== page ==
Book - 2013
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A brilliant, lush, sweeping historical novel about the rise of the most powerful woman of the Middle Ages: Hild

In seventh-century Britain, small kingdoms are merging, frequently and violently. A new religion is coming ashore; the old gods are struggling, their priests worrying. Hild is the king's youngest niece, and she has a glimmering mind and a natural, noble authority. She will become a fascinating woman and one of the pivotal figures of the Middle Ages: Saint Hilda of Whitby.

But now she has only the powerful curiosity of a bright child, a will of adamant, and a way of seeing the world--of studying nature, of matching cause with effect, of observing her surroundings closely and predicting what will happen next--that can seem uncanny, even supernatural, to those around her.

Her uncle, Edwin of Northumbria, plots to become overking of the Angles, ruthlessly using every tool at his disposal: blood, bribery, belief. Hild establishes a place for herself at his side as the king's seer. And she is indispensable--unless she should ever lead the king astray. The stakes are life and death: for Hild, for her family, for her loved ones, and for the increasing numbers who seek the protection of the strange girl who can read the world and see the future.

Hild is a young woman at the heart of the violence, subtlety, and mysticism of the early Middle Ages--all of it brilliantly and accurately evoked by Nicola Griffith's luminous prose. Working from what little historical record is extant, Griffith has brought a beautiful, brutal world to vivid, absorbing life.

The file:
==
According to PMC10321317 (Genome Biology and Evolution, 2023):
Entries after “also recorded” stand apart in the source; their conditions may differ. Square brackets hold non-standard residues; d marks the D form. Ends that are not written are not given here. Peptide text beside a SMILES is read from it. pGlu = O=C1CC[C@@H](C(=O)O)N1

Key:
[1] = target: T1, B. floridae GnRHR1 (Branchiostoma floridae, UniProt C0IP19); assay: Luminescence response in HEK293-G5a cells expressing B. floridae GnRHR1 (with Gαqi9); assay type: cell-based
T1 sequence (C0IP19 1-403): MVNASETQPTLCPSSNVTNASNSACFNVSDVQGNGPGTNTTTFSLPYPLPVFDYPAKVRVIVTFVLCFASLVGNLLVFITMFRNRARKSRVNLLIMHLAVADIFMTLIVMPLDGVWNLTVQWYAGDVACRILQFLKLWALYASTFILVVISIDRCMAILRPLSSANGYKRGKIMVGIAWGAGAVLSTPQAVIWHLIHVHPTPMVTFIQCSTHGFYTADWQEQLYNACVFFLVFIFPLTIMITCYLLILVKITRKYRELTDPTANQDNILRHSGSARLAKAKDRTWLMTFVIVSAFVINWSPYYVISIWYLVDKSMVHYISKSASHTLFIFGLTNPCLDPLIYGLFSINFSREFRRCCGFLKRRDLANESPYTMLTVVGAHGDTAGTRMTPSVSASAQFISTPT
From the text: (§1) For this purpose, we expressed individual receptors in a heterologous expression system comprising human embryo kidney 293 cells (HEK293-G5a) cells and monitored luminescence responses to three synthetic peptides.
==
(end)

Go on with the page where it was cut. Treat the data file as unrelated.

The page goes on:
Publisher: New York : Farrar, Straus and Giroux, 2013
Edition: 1st ed. --
ISBN: 9780374280871
Characteristics: viii, 546 p. :,map


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Loved it! I never read the glossary; anything I cannot get in context I just go with. (I prefer a book completely written in dialect that you have to kind of figure out). In this particular book I found the use of “wyrd” (loosely destiny) to be quite satisfying. I liked the way this book unfolded. it kind of reminded me of Mists of Avalon/Fifth Sacred Thing in the way it was kind of a revisionist fictional history -

cals_moviebrooks Mar 02, 2016

Nicola Griffith uncompromisingly immerses the reader in a world of pastoral beauty, savage violence, bawdy humor, luscious food, strong alcohol, intense sexuality, and complex politics. All this is experienced by Hild, from age 3 to age 18, as she travels with the court of an ambitious warlord in 7th century Britain. The smattering of old English words and the large cast of characters can make this novel a bit daunting at first, but much like Frank Herbert's DUNE, it eventually creates an exotic world you'll want to return to repeatedly

Dec 25, 2015

Hild, the short version: Feathered clouds trailed across the pewter sky. Jackdaws cartwheeled and cawed. Hild stood proud in her royal blue dress. She called for her gemaece. Gesiths grumbled as she passed. Mud. Envy. A threat. Where was Cian? Gwladus? She reached for her seax. Grip. Swing. Thrust. Blood. So much blood. Fate goes as ever it must. My wyrd. I am the light of the world.